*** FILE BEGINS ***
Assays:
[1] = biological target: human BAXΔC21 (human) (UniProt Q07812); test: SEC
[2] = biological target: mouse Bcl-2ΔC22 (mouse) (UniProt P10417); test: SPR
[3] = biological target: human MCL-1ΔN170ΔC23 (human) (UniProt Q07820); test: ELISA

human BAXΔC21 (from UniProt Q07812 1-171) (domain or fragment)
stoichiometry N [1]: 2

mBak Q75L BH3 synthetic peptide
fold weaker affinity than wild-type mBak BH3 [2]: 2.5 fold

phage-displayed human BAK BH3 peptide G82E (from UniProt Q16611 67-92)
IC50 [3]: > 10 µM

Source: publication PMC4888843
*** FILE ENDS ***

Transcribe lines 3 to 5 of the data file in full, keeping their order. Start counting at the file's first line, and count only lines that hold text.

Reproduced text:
[2] = biological target: mouse Bcl-2ΔC22 (mouse) (UniProt P10417); test: SPR
[3] = biological target: human MCL-1ΔN170ΔC23 (human) (UniProt Q07820); test: ELISA

human BAXΔC21 (from UniProt Q07812 1-171) (domain or fragment)